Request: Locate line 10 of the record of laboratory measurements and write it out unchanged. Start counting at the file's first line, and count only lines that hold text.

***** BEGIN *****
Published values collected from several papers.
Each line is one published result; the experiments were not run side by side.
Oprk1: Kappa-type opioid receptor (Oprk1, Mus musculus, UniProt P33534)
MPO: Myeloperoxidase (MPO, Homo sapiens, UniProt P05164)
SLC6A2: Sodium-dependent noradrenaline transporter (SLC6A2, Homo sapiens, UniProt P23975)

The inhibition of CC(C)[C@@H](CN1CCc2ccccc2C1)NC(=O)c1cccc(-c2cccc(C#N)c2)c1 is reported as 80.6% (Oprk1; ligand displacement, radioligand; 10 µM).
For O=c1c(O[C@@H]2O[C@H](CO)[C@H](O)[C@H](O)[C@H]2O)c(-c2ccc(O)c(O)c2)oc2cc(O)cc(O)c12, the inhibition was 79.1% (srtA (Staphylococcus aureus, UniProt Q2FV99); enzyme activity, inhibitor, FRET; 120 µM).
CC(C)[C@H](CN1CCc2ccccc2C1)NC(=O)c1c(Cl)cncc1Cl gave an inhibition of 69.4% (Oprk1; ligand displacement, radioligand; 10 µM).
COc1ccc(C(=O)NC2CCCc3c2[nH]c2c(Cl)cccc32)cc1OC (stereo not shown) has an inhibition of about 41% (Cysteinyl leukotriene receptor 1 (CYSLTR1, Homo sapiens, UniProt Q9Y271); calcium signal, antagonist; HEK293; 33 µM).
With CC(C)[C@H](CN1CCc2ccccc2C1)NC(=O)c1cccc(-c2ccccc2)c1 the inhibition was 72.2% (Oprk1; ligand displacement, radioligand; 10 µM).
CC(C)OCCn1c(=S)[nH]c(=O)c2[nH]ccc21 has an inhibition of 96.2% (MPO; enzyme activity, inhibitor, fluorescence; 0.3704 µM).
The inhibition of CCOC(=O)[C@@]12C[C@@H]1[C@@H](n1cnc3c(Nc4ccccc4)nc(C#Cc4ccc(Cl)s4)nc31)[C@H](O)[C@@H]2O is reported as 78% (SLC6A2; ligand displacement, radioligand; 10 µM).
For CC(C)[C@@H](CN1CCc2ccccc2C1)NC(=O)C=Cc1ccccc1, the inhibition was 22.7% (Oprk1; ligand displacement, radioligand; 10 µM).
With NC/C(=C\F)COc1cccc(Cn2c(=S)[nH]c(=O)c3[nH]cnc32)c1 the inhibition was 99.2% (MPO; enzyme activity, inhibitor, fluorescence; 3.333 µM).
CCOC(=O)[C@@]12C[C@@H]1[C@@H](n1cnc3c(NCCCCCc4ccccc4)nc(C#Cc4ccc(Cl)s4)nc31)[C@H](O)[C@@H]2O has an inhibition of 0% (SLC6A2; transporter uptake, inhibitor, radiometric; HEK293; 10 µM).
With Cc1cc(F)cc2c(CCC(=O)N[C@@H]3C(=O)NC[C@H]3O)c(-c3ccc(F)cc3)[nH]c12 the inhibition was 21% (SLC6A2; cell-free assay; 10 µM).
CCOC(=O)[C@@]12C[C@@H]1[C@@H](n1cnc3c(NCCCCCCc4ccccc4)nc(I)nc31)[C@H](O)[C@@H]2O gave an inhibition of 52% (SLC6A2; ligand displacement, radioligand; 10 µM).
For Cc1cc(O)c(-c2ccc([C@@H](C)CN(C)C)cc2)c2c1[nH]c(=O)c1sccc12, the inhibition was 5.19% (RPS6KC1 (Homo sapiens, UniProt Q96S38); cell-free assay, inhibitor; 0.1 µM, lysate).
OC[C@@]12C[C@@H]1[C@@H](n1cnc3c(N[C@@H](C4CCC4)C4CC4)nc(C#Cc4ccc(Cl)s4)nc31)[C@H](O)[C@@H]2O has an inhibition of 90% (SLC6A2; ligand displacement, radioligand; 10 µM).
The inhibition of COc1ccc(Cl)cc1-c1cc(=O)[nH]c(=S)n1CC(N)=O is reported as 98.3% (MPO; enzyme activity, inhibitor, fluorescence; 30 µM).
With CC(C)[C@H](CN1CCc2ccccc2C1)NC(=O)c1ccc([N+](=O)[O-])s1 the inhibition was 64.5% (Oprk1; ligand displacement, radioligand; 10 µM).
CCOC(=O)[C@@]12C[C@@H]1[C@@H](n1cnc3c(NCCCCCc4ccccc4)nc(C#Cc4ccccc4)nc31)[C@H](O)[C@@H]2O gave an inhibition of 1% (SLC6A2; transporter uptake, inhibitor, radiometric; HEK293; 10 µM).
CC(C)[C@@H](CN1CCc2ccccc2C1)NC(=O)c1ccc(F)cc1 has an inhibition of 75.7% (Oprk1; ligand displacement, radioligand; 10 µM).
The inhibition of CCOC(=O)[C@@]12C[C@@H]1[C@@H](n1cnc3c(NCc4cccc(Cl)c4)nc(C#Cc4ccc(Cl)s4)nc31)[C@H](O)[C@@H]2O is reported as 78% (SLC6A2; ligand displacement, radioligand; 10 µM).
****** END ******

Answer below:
With CC(C)[C@H](CN1CCc2ccccc2C1)NC(=O)c1cccc(-c2ccccc2)c1 the inhibition was 72.2% (Oprk1; ligand displacement, radioligand; 10 µM).